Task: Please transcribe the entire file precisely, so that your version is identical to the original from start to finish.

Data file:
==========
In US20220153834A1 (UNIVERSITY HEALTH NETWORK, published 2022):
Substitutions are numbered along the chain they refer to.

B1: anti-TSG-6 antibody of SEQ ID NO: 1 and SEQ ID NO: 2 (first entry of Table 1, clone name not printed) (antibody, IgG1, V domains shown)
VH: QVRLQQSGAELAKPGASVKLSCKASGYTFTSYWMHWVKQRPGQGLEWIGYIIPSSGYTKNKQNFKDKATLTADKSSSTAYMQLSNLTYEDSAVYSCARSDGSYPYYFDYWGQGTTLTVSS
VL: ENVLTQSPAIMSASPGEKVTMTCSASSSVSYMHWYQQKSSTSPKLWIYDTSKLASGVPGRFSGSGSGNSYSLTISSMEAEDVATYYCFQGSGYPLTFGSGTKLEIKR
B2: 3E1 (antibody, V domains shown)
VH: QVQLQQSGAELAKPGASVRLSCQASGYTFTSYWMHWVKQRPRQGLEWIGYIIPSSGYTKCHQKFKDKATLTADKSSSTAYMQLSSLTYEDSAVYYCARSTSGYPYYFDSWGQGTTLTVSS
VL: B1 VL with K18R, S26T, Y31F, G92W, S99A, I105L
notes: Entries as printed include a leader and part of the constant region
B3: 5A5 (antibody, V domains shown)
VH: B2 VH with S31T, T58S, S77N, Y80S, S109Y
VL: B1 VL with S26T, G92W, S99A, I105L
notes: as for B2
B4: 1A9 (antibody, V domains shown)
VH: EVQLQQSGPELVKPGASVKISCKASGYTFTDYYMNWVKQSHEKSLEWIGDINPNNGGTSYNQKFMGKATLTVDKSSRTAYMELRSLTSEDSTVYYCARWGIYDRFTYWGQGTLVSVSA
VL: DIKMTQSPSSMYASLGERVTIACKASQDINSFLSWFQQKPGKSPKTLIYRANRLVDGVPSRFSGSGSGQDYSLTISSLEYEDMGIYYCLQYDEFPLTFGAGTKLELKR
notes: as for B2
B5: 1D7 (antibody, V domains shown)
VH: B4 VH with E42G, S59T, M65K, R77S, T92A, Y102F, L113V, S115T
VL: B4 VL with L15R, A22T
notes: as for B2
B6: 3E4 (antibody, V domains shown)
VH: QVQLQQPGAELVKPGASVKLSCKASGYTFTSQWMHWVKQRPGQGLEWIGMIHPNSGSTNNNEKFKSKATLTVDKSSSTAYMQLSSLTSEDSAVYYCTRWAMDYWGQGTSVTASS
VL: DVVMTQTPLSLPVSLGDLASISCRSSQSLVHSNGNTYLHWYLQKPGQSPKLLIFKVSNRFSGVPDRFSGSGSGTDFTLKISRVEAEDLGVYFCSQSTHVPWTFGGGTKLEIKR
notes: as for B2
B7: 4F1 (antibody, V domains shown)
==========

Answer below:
In US20220153834A1 (UNIVERSITY HEALTH NETWORK, published 2022):
Substitutions are numbered along the chain they refer to.

B1: anti-TSG-6 antibody of SEQ ID NO: 1 and SEQ ID NO: 2 (first entry of Table 1, clone name not printed) (antibody, IgG1, V domains shown)
VH: QVRLQQSGAELAKPGASVKLSCKASGYTFTSYWMHWVKQRPGQGLEWIGYIIPSSGYTKNKQNFKDKATLTADKSSSTAYMQLSNLTYEDSAVYSCARSDGSYPYYFDYWGQGTTLTVSS
VL: ENVLTQSPAIMSASPGEKVTMTCSASSSVSYMHWYQQKSSTSPKLWIYDTSKLASGVPGRFSGSGSGNSYSLTISSMEAEDVATYYCFQGSGYPLTFGSGTKLEIKR
B2: 3E1 (antibody, V domains shown)
VH: QVQLQQSGAELAKPGASVRLSCQASGYTFTSYWMHWVKQRPRQGLEWIGYIIPSSGYTKCHQKFKDKATLTADKSSSTAYMQLSSLTYEDSAVYYCARSTSGYPYYFDSWGQGTTLTVSS
VL: B1 VL with K18R, S26T, Y31F, G92W, S99A, I105L
notes: Entries as printed include a leader and part of the constant region
B3: 5A5 (antibody, V domains shown)
VH: B2 VH with S31T, T58S, S77N, Y80S, S109Y
VL: B1 VL with S26T, G92W, S99A, I105L
notes: as for B2
B4: 1A9 (antibody, V domains shown)
VH: EVQLQQSGPELVKPGASVKISCKASGYTFTDYYMNWVKQSHEKSLEWIGDINPNNGGTSYNQKFMGKATLTVDKSSRTAYMELRSLTSEDSTVYYCARWGIYDRFTYWGQGTLVSVSA
VL: DIKMTQSPSSMYASLGERVTIACKASQDINSFLSWFQQKPGKSPKTLIYRANRLVDGVPSRFSGSGSGQDYSLTISSLEYEDMGIYYCLQYDEFPLTFGAGTKLELKR
notes: as for B2
B5: 1D7 (antibody, V domains shown)
VH: B4 VH with E42G, S59T, M65K, R77S, T92A, Y102F, L113V, S115T
VL: B4 VL with L15R, A22T
notes: as for B2
B6: 3E4 (antibody, V domains shown)
VH: QVQLQQPGAELVKPGASVKLSCKASGYTFTSQWMHWVKQRPGQGLEWIGMIHPNSGSTNNNEKFKSKATLTVDKSSSTAYMQLSSLTSEDSAVYYCTRWAMDYWGQGTSVTASS
VL: DVVMTQTPLSLPVSLGDLASISCRSSQSLVHSNGNTYLHWYLQKPGQSPKLLIFKVSNRFSGVPDRFSGSGSGTDFTLKISRVEAEDLGVYFCSQSTHVPWTFGGGTKLEIKR
notes: as for B2
B7: 4F1 (antibody, V domains shown)